Ontario Improving Wound Care for Patients with Diabetes
Province Funding Casts to Treat Diabetic Foot Ulcers
Ontario is covering the cost of specialized casts to provide more support for patients with diabetic foot ulcers.
Wound care devices, which include removable, non-removable and total contact foot casts, can significantly improve patients' quality of life by relieving pressure around the heel, ankle and toes so the foot can properly heal. These casts will be made available free of charge at eligible locations such as foot and wound care clinics, specialized programs for diabetes and community health, complex continuing care and rehabilitation centres.
The province is also supporting wound care training and education for health care workers, which will include specialized skills development in diabetic foot ulcer management.
Ontario's plan to create fairness and opportunity during this period of rapid economic change includes a higher minimum wage and better working conditions, free tuition for hundreds of thousands of students, easier access to affordable child care, and free prescription drugs for everyone under 25 through the biggest expansion of medicare in a generation.
- Ontario is providing more than $8 million over three years to provide three types of foot casts, also referred to as offloading devices, to treat diabetic foot ulcers. These devices include removable, non-removable and total contact foot casts which can cost between $150 and $620.
- This funding followed Ontario’s acceptance of the Ontario Health Technology Advisory Committee’s recommendations to fund three types of offloading devices.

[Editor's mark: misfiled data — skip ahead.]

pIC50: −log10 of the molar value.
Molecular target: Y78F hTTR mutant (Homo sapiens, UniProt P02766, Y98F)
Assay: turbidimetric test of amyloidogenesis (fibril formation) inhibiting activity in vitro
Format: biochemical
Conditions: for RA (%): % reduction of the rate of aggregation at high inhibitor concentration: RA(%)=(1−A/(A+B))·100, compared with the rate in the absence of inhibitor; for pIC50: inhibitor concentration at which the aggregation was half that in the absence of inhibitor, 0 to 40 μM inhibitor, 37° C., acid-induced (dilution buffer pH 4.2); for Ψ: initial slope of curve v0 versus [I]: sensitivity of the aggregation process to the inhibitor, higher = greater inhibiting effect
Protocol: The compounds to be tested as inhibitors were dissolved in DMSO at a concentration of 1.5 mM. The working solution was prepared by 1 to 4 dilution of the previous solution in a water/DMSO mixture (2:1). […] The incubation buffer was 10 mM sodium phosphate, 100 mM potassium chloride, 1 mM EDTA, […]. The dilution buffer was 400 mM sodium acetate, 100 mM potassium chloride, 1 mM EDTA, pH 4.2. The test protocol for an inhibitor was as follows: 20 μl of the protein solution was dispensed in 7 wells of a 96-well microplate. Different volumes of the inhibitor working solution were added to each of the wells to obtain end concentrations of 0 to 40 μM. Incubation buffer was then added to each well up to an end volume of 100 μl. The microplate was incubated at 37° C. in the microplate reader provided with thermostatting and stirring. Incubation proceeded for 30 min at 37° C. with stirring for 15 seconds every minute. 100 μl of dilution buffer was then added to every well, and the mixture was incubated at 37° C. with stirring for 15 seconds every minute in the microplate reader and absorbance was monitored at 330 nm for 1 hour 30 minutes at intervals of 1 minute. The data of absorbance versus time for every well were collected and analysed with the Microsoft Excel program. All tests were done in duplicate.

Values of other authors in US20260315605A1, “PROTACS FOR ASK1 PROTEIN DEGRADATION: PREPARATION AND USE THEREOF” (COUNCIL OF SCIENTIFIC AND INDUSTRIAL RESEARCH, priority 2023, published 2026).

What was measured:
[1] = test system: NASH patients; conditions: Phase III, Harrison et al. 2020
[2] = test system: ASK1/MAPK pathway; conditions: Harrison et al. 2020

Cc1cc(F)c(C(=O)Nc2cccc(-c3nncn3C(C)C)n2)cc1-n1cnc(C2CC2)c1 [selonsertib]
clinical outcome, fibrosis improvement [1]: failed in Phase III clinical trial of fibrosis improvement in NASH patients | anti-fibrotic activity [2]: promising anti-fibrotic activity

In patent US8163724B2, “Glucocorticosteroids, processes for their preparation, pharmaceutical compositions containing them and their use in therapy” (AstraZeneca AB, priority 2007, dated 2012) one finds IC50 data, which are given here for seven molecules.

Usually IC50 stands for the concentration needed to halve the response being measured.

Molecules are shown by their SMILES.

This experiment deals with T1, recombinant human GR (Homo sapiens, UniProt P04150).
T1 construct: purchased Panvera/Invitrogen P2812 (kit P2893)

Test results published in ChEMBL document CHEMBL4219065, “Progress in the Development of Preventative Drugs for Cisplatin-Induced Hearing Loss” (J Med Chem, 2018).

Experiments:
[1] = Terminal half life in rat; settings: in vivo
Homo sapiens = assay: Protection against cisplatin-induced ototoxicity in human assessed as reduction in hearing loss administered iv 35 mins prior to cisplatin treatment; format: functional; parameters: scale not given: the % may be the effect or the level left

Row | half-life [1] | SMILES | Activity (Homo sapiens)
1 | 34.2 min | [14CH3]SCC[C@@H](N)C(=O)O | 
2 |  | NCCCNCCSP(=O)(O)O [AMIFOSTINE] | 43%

- The province is also investing more than $50,000 this year to support 14 health care specialists across the province to attend the Wounds Canada Conference for hands-on training and education. This funding is part of the larger wound care strategy.
- Offloading devices can be an effective treatment tool for diabetic foot ulcers and can significantly improve patient outcomes and reduce the risk of amputation.
“Making it easier for patients to access the services they need is a key priority for our government. Diabetic foot ulcers can be extremely debilitating, and if not properly treated, can negatively impact a person’s health and quality of life. We are making these wound care devices available free of charge to patients who need them in order to improve their healing and subsequently, their overall health.”
“The government's announcement today is excellent news for persons with diabetes who suffer from diabetic foot ulcers. The funding of offloading devices (pressure relieving), will prevent amputations and the devastating suffering and cost that result from them. We are proud that Ontario is the first province to provide universal funding for offloading devices for the treatment of foot ulcers and we encourage all other provincial governments across Canada to implement this evidence based cost saving therapy. The announcement is the culmination of a meaningful partnership between organizations representing nurses, physicians, other health professions and the public.”
Doris Grinspun, CEO, Registered Nurses' Association of Ontario (RNAO), and Mariam Botros, CEO, Wounds Canada
“Amputations are one of the most feared consequences of diabetes. Diabetes Canada recognizes the Government of Ontario’s leadership in providing public funding for offloading devices, which treat diabetic foot ulcers and prevent amputations. Diabetes Canada encourages the Government of Ontario to continue working on this issue, and encourages other provinces to follow Ontario’s leadership in helping Canadians living with diabetes with their foot care.”